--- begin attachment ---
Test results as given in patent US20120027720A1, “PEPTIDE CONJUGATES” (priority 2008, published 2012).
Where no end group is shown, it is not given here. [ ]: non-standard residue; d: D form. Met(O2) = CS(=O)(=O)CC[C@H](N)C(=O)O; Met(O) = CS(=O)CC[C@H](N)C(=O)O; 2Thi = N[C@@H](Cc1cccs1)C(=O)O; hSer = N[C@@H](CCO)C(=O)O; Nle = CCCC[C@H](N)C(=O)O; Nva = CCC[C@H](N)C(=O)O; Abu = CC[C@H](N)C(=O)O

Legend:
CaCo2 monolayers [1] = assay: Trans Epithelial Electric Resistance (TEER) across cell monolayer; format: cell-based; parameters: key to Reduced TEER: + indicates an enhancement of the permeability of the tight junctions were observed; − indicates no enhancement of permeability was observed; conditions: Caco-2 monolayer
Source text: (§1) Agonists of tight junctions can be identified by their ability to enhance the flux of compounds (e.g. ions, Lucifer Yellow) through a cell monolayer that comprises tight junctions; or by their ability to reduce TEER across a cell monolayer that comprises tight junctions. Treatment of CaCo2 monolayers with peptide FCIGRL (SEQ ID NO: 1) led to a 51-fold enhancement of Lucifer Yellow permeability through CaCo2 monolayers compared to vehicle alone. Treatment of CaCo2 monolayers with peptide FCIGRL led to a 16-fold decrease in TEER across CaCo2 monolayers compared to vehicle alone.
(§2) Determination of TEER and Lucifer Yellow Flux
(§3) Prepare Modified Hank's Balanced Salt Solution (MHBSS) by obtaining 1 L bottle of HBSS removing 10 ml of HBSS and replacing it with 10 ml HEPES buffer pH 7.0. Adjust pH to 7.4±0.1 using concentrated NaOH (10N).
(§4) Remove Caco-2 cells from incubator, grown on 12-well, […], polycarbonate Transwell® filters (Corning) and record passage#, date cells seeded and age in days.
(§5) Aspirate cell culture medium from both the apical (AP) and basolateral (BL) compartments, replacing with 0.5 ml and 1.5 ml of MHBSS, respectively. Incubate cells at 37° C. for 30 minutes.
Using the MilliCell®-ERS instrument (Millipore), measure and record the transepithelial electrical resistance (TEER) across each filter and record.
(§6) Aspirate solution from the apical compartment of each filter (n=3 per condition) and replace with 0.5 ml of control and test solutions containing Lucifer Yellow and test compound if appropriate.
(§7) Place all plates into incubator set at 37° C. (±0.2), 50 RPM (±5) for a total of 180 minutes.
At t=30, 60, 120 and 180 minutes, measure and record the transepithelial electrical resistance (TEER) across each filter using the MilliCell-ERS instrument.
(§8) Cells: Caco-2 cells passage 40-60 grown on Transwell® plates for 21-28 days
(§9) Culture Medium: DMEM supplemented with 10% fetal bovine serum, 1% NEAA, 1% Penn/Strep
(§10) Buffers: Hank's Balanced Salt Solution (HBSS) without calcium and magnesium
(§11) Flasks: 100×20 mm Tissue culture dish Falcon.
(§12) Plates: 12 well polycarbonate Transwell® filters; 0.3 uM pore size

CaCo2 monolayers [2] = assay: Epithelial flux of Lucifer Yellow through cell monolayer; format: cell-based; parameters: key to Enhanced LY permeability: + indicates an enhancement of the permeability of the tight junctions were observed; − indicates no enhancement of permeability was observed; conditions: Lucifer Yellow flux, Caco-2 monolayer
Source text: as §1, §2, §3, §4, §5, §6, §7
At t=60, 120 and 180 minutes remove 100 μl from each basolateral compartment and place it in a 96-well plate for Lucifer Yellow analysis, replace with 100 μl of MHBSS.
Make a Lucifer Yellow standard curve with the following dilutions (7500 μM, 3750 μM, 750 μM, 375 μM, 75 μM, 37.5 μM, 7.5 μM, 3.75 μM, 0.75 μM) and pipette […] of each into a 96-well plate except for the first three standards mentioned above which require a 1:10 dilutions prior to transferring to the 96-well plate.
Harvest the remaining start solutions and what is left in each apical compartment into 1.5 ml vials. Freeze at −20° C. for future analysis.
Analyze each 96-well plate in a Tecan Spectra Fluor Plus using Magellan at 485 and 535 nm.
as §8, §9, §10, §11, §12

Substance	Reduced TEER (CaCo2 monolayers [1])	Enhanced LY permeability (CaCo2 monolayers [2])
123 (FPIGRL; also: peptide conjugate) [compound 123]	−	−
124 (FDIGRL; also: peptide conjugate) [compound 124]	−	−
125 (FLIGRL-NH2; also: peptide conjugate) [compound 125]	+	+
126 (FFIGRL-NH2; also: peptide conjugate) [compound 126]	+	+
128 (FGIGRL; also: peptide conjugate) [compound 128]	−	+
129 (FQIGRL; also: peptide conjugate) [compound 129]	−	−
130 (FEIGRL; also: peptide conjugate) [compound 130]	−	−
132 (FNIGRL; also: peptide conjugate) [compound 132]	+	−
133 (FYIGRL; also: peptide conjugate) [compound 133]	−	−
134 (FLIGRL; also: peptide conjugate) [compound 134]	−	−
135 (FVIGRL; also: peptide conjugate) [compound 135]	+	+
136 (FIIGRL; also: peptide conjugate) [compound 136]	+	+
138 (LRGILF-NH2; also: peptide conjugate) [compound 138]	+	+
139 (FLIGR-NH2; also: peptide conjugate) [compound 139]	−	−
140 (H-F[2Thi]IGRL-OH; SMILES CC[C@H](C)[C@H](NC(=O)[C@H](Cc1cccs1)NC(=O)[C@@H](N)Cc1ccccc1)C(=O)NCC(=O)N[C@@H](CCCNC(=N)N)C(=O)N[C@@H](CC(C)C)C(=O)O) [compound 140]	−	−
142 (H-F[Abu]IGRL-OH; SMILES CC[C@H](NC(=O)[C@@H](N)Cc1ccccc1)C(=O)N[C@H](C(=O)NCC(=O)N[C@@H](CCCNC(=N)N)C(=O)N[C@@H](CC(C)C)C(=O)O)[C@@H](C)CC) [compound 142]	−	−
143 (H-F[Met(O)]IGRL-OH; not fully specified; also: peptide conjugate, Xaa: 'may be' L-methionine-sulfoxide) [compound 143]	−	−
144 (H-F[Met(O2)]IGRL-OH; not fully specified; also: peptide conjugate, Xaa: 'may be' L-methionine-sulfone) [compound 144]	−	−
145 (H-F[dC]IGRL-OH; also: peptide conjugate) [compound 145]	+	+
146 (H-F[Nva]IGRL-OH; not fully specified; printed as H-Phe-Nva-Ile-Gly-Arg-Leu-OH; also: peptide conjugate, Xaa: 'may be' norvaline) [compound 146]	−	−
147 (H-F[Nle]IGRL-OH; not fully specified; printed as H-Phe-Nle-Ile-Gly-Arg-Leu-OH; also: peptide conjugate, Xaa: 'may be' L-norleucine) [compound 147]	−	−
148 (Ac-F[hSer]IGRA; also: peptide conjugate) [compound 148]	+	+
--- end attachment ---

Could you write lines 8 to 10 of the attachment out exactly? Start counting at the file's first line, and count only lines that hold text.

(§4) Remove Caco-2 cells from incubator, grown on 12-well, […], polycarbonate Transwell® filters (Corning) and record passage#, date cells seeded and age in days.
(§5) Aspirate cell culture medium from both the apical (AP) and basolateral (BL) compartments, replacing with 0.5 ml and 1.5 ml of MHBSS, respectively. Incubate cells at 37° C. for 30 minutes.
Using the MilliCell®-ERS instrument (Millipore), measure and record the transepithelial electrical resistance (TEER) across each filter and record.